Configure your applications with ZAPP files

Using ZAPP (Z APPlication) files is a new approach for simplifying how developers and teams of developers can configure their application code for editing in IBM Z® Open Editor. As VS Code settings only provide limited support for editing highly structured data, typing JSON structures is highly error prone, as well as users in the past got easily confused managing the many settings for all the extensions installed into VS Code all in one central place, we decided to introduce a new configuration file specifically for z/OS Enterprise applications.

We created the new notion of a ZAPP file that describes your application in an independent representation, as YAML files as well as alternatively JSON. This file can be managed with your source code in an SCM and can be used by various editors and command-line tools in the future. This makes it possible, for example, for property groups to be reused outside of VS Code and used with other editors or IDEs, as well as even for command-line operations for building your programs and other similar use cases. The vision is for ZAPP files to become as useful for z/OS® Enterprise Applications as Maven POM (Project Object Models) are for Java™ or package.json files are for Node.js.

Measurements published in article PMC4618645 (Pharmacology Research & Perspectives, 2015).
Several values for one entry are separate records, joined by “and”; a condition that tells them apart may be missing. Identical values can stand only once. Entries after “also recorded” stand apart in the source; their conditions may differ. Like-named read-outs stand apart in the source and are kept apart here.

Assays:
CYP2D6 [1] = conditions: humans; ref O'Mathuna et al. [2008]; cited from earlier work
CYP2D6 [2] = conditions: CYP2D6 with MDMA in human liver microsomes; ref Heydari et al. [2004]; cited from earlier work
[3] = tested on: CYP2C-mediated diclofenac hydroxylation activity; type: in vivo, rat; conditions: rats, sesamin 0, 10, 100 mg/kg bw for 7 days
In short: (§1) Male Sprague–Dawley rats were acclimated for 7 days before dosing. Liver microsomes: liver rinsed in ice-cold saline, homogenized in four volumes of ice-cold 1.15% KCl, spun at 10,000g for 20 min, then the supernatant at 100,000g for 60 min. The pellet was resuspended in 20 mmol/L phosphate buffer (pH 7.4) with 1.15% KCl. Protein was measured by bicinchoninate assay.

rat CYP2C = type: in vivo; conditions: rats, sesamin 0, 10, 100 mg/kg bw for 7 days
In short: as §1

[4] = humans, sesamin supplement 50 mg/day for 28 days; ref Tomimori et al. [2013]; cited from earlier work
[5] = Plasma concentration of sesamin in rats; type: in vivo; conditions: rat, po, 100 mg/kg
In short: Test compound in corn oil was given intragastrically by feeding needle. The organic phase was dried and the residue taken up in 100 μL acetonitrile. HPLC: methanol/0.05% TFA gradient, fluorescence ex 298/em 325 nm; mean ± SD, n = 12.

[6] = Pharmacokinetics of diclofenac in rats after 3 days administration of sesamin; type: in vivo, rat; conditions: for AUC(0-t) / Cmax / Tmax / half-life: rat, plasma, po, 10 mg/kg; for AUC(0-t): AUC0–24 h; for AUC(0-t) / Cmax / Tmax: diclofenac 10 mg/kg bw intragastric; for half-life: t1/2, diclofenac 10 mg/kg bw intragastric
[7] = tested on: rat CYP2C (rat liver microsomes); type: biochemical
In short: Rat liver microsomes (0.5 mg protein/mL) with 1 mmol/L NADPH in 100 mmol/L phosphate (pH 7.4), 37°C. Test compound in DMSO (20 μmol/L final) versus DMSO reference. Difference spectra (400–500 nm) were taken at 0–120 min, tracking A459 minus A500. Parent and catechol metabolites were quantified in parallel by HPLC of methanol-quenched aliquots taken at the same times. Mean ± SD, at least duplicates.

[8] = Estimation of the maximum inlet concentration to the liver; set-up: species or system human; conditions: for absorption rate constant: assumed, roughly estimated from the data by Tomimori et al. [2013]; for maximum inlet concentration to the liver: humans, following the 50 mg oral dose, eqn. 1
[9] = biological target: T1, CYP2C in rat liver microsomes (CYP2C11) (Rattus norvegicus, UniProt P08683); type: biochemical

Although this early version of ZAPP supports only a few Z Open Editor use cases, we are hoping that with feedback from the user community, we can evolve them over time by adding more specification items, supporting more tools, adding a command-line interface, and so on. Then, at some point we would like to provide extensibility APIs and open specifications that others can use to contribute to ZAPP as well.

ZAPP use cases

This early version of ZAPP is intended to provide a first impression to some of the ideas and to gather feedback. ZAPP files can currently be used to specify the following configurations:

  • Property Groups for finding local or remote include files providing a complete alternative to settings described in the section Setting property groups.
  • Property Groups for defining language-specific compiler options that impact how the IBM® language servers interpret source code.
  • Code pages mappings for RSE API defining mappings for file name patterns to how they should be uploaded to and downloaded from MVS, which is fully documented in the section MVS EBCDIC code pages and mappings files.
  • User Build for building your programs currently edited in Z Open Editor remotely with the IBM Dependency Based Build offering. (You can find detailed documentation for this feature in our IBM Knowledge Centeropen in new window).

Getting started with ZAPP files

Create a ZAPP file in your development workspace, that is, the top-level directory that typically contains your .git directory if you are using git, and/or the top-level directory that you would open in VS Code with File > Open.... This directory typically also contains your .vscode directory in which your workspace settings can be stored, which was also the home previously for property groups and user build settings that now need to be stored in ZAPP files instead.